If you're not averse to the boisterous bar-hopping crowd at Club Street, consider :pluck, a stylish hole-in-wall restaurant with a gastrobar vibe. The inventive food is best described as soul fusion, with some South-east Asian influence, but nothing feels pretentious.
The pork subway (S$19) is inspired by banh mi, and boasts cured lardo paired with braised Iberico pork jowl. The succulent meats sit on house-baked sandwich bread, which is a fluffy middle ground between a baguette and a brioche, and drenched in a vibrant dressing which cuts through the fattiness. For a safe staple, follow up with the fried chicken (S$15) which comes with onion rings, or opt instead for the miso glazed pork ribs (S$15) which is an elevated version of the king ribs at your neighbourhood zi char stall. If you aren't stuffed by this stage, round it off with chef Brandon Teo's "chendol" (S$8), a coconut and pandan parfait served with an icy red bean sorbet (reminiscent of potong ice cream), drizzled with gula melaka - a good mix of textures, and not too sweet.
The Naked Finn 39 Malan Road, Gillman Barracks 6694 0807
Who says eating at a seafood restaurant has to be expensive? The Naked Finn's owner Tan Ken Loon has an obsession with sourcing for the best seafood in the world, yet he still manages to keep prices affordable.
On a S$100 nett budget, two people can easily share their sizeable serving of piquant rice vermicelli (S$8) topped with sakura ebi for flavour (above, top dish), and go with a locally farmed mesclun salad with orange and cherry tomato (S$12) as a safe bet for your vegetable fix. A more interesting alternative for the latter is their cold water spinach (or kang kong, S$10), which is blanched for a nice crunch before being tossed in kalamansi juice.
For mains, share the sweet eight-piece farmed giant tiger prawns (S$30) coated in salted egg yolk sauce, and the secreto iberico pork - a lean cut of meat that's grilled and served with a side of in-house dried solefish salt (S$30).
Sum Yi Tai
25 Boon Tat Street
The interior of Sum Yi Tai looks like something you'd see on the streets of Hong Kong - dim lighting and bar stools, with rows of (fake) roast meats hanging next to bottles of alcohol. The food, however, is a bit more familiar and friendly to local tastebuds. This modern Chinese tapas bar serves things such as crispy salmon skin (S$12) coated with salted egg and a touch of lime zest for acidity, alongside more traditional dishes such as a mui choy pork belly (S$24) like the one your grandmother might make at home. To share as a good main dish is the Singapore fried rice (S$24) where the "secret" ingredient is the addition of curry powder to the mix of prawns and char siew.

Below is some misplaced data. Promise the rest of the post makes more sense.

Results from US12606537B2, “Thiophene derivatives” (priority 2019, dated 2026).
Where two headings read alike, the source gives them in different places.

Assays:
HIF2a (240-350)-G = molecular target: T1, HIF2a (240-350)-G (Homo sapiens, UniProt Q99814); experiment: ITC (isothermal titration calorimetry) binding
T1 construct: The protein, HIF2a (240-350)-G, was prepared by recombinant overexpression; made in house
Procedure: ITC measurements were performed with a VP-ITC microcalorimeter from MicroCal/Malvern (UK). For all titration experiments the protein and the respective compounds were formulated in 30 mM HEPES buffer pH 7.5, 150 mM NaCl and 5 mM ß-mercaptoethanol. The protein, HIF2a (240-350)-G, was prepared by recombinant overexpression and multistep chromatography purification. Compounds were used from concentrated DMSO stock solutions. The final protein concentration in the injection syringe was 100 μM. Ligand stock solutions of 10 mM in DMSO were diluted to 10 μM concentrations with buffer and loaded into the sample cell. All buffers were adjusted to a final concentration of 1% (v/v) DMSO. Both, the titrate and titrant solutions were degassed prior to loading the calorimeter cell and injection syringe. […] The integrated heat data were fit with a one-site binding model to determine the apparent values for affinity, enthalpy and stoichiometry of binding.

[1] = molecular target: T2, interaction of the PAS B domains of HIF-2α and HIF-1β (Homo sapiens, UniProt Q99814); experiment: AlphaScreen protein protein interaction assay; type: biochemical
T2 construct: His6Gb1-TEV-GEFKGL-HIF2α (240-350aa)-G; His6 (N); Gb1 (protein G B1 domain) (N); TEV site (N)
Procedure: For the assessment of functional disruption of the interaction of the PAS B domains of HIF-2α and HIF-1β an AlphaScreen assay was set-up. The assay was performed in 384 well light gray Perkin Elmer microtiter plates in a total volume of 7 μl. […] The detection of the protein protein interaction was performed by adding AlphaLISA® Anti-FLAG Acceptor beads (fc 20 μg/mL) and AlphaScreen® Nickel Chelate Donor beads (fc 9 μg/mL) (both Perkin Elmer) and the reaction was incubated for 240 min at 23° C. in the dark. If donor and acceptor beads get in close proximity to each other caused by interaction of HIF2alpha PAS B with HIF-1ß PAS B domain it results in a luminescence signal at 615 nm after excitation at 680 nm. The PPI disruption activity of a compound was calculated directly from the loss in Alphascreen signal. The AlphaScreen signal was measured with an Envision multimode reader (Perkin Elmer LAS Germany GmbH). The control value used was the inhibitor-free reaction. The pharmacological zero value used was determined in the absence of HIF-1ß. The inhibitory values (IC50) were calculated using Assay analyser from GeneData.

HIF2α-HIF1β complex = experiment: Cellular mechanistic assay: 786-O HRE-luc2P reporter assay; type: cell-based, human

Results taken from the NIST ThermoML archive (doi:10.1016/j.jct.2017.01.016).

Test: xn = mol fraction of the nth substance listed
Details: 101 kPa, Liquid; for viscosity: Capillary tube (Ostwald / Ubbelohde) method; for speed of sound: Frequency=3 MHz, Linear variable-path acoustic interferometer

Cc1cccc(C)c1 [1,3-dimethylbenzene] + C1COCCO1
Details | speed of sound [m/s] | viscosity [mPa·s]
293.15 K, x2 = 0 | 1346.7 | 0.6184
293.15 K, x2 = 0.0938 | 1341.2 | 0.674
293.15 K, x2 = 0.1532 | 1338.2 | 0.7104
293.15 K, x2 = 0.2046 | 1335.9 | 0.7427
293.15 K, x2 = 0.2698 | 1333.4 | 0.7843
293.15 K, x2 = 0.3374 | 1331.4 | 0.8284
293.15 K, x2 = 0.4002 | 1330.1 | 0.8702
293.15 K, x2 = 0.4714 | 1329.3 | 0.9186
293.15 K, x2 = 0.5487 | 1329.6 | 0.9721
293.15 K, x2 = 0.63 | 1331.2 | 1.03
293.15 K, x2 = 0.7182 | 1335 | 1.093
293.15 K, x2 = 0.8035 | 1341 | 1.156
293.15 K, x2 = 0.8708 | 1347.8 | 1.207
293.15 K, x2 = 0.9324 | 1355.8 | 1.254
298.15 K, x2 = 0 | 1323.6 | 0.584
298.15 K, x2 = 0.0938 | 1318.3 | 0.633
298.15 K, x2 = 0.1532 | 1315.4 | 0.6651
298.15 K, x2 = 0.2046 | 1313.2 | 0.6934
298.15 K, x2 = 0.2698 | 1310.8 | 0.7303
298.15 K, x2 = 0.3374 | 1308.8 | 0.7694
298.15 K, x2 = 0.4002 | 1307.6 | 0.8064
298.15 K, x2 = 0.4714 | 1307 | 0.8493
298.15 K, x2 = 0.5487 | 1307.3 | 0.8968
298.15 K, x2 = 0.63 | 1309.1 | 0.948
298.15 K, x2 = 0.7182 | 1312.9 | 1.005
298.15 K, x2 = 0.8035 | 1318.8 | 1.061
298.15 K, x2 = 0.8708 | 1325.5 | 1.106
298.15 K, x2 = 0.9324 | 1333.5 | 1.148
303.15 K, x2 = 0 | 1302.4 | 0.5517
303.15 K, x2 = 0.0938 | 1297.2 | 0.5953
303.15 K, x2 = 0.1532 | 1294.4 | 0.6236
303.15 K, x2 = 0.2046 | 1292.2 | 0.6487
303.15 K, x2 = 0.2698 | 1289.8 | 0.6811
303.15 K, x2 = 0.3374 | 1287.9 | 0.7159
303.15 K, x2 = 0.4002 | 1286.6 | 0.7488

It's a heavier meal than it sounds, so to end off, you could get a simple chilled lemongrass jelly with mixed fruits (S$6) as a light dessert to refresh your palate before you leave.
39 Syed Alwi Road
Dining at 5th Quarter is not for the faint-hearted - one look at the menu is enough to tell you that you're in for an unusual meal. But put yourself in the capable hands of chef Drew Nocente who has a knack for making odd cuts of meat and flavours work well on a plate.
Start off with the Lardo, Truffle honey, and Chilli (S$8), made up of slivers of translucent melt-in-your-mouth fat well complemented by spicy fennel seed crackers. A good follow-up is their most popular dish, the Salt 'N' Pepper Tripe (S$10). Even those who can't stomach innards might enjoy this crunchy snack, which is sous vide for 12 hours before being fried with togarashi powder.
A tender eight-hour braised Beef Tongue (S$12) served with crunchy fried shallots proves to be a little more potent, but still tasty with the help of some charred pickled onion and wasabi mayo. The charcoal-black Hamachi collar (S$28) with soy meringue and fennel works as a good main to share.